Tags: green | brown | shoots | recovery

Green Shoots and Brown Shoots

Thursday, 25 Oct 2012 01:30 PM

By Robert Wiedemer

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With the latest housing numbers comes another chorus of “Green shoots! Green shoots!” Although the headline statistics show a nice increase in housing construction, that boom isn’t reflected quite so well in single-family home sales. Single-family home starts were running at an annual rate of 533,000 in September, whereas single-family home sales were only running at an annual rate of 389,000. The builders are likely getting a bit ahead of themselves. However, it is a nice jump from the annual rate of single-family home sales of 306,000 last year. Of course, last year’s sales were the lowest on record. So, the housing market is still abysmal — well below the 1.4 million-unit rate of July 2005, but it is a green shoot right now.

Another big part of the housing boom is multi-family construction. Unlike the past, that boom is in apartments for rent, not condos or townhouse to buy, reflecting much reduced demand for home purchases. The boom in apartment construction is obvious in the Washington, D.C., area. There are more than 30 major (over five stories) apartment buildings under construction. This is occurring even though job growth in the D.C. area is slowing due to much slower growth in military expenditures. In fact, business growth is so slow in downtown D.C that it has had negative absorption of office space this year. That’s a pretty rare occurrence in D.C.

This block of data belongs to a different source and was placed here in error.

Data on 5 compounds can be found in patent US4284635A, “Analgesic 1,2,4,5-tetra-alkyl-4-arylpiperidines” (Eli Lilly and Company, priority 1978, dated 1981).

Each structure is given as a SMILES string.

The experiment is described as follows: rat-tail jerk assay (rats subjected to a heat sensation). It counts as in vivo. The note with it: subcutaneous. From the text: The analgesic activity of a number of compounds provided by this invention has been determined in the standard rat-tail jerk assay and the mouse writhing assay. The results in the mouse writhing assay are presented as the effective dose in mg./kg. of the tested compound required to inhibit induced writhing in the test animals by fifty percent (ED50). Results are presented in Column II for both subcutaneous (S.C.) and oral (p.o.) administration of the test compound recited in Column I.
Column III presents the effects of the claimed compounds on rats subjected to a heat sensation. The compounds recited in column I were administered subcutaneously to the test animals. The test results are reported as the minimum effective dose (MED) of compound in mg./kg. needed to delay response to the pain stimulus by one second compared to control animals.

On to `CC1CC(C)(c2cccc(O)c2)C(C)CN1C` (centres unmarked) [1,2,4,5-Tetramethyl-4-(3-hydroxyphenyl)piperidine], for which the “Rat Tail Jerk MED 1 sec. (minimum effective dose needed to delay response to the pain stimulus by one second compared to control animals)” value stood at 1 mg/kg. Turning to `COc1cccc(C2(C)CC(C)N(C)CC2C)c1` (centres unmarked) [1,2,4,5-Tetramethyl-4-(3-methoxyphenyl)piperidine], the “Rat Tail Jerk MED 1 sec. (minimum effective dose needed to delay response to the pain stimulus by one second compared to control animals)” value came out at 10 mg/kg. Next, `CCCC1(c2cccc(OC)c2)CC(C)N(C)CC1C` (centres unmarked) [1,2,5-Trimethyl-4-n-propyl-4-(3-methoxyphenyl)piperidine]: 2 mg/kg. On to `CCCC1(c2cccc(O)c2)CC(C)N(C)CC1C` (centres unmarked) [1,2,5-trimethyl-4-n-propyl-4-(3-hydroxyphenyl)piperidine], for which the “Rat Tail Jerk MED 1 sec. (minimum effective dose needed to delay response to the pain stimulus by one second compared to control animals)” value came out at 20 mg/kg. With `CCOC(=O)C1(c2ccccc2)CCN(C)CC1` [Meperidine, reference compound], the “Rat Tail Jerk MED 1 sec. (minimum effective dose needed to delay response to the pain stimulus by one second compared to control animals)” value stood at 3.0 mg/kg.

This is typical of a real estate boom-and-bust cycle. Demand for apartments has increased in the past two years. Builders respond by building lots more apartments. Just as those apartments come on stream, apartment demand starts to slow.

Editor's Note: See the Disturbing Charts: 50% Unemployment, 90% Stock Market Crash, 100% Inflation

Actually demand for these new high-priced apartments is already starting to slow in many areas of the country, not just D.C. Remember, young people, who most often move into apartments, might be getting jobs coming out of high school and college, but not that many are getting high-paying jobs. Just ask your friends who have kids who are graduating. There are new jobs being created, but most are not high paying. Many are temporary or restaurant jobs and don’t pay enough money for these new high-priced apartments. The apartment boom is a green shoot that is likely to brown in 2014.